Imagine, for another example, an upper-middle-class person who is white and lives in a safe, affluent suburb. For this person and his or her family members, the likelihood of suffering violence at the hands of police is low. And so the issue of police violence, when raised by black activists in an inner-city area, might seem remote and be easy to ignore. But if this same person took the issue seriously and publicly supported efforts to reform police training (to teach de-escalation rather than intimidation), to establish citizen review boards to monitor police behavior, and to change laws that protect police from the consequences of misbehavior, s/he would be an advocate.
One more example: imagine that state legislators are proposing to enact a law that will require new forms of identification before people are allowed to vote. Previous experience shows that such a law will make it harder for poor people, the elderly, the disabled, and college students to vote, thus lowering their participation—which is perhaps the goal that some legislators are aiming for. A person who would not be much affected by the law might shrug and take no action. Another person who likewise would not be affected might nonetheless believe that voting is a right and should be made as easy as possible for everyone. This person could become an advocate by publicly opposing passage of the new law, in the ways noted above.
These examples of advocating are not far-fetched; they exist in the real world: men who advocate for change that will benefit women; whites who advocate for change that will benefit people of color; able-bodied people who advocate for change that will benefit the disabled; wealthy people who advocate for change that will benefit the poor. And so on. Many people who are not directly hurt by a policy or practice—and might even benefit from it—try to make change that will improve life for others. These are the ways in which advocates can make the world a better place.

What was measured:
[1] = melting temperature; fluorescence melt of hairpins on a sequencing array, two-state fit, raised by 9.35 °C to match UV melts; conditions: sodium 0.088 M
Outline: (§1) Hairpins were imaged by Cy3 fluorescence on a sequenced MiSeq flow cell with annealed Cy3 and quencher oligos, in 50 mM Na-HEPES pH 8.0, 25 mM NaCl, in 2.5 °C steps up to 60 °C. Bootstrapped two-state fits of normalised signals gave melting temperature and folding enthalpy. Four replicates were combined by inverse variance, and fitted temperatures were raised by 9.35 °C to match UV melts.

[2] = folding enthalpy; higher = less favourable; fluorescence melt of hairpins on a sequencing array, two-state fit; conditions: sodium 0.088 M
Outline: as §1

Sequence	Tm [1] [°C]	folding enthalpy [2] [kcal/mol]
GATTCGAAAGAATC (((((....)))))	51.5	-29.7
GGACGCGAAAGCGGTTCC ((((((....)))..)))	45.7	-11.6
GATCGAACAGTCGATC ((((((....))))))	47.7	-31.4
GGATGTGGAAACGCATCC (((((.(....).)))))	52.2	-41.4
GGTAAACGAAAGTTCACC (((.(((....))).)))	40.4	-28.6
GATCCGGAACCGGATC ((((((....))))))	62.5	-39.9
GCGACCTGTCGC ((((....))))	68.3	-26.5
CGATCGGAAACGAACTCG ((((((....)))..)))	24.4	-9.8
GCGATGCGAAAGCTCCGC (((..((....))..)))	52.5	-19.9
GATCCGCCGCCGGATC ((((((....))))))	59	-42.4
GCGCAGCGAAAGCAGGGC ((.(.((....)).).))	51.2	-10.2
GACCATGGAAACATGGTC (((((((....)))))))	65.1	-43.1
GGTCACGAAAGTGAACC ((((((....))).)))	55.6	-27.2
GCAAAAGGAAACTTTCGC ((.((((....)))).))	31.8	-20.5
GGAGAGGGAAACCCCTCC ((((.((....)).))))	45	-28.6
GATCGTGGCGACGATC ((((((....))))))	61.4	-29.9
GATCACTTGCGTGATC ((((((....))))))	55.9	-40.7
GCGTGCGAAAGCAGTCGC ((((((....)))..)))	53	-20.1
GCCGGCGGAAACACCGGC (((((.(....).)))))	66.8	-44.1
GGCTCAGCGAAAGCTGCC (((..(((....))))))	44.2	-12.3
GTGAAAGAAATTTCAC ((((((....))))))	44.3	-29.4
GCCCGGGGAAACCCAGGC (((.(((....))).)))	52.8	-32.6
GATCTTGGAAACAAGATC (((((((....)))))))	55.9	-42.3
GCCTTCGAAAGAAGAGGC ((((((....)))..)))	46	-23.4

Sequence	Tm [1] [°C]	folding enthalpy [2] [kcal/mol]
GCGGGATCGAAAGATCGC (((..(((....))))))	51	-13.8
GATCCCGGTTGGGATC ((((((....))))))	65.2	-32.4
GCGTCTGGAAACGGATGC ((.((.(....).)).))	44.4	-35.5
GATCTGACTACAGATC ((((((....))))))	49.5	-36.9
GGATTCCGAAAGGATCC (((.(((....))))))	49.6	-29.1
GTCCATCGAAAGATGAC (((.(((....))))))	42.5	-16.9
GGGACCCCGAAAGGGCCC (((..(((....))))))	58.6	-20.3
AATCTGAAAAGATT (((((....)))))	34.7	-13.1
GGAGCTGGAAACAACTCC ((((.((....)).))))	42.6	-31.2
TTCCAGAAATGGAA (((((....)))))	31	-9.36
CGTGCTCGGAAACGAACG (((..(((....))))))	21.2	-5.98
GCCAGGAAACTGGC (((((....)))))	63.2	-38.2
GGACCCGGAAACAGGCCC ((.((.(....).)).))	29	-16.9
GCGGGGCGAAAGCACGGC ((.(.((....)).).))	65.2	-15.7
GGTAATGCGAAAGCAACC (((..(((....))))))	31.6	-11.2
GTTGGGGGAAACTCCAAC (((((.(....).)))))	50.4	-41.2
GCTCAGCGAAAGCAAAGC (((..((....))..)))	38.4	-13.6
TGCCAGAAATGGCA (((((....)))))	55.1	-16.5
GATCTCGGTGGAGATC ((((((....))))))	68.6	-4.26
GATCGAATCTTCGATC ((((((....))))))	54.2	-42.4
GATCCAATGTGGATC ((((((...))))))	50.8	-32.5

Sociologically Mindful Advocacy
Like all the change-making practices described in this book, advocating can be done in more or less effective ways. We can accomplish more, I think, by using the findings and methods of sociology to analyze social problems (see chapter 3 on researching) and by being sociologically mindful when we act as advocates. Allyship, too, can benefit from being done in a sociologically mindful way. So whether one aims to interrupt the reproduction of inequality through quiet, backstage interventions, or through vocal public ones, here are some suggestions for how to do this work more effectively.
Take time to listen and learn. Being an advocate requires understanding the circumstances and experiences of others. How does some policy or practice affect them? What is the problem they face? How does a policy or practice create this problem? It takes effort to find good answers to these questions; and for this purpose, listening, empathizing, and researching are essential. One danger of higher education, as I noted earlier, is that it can lead advocates to think they know more than they do and thus to jump in prematurely and unhelpfully. Advocates who take time to study an issue—to gather facts and to respect the knowledge of those whom they would presume to help—will be able to speak with more credibility and force.
Consider your sphere of influence. It’s fine to speak out about big issues—military spending, foreign trade, climate change, war. Advocating in regard to these issues is important and can make a difference. But often we can have a greater effect if we speak to issues closer to home. Our neighbors and local politicians are more likely to care what we think and to listen to us than people who are more distant. So when considering how best to use the limited time available for advocating, it is wise to think about where we are likely to have the most influence. We should also bear in mind that acting locally can produce effects that ripple outward and create farther-reaching change (see chapter 12 ).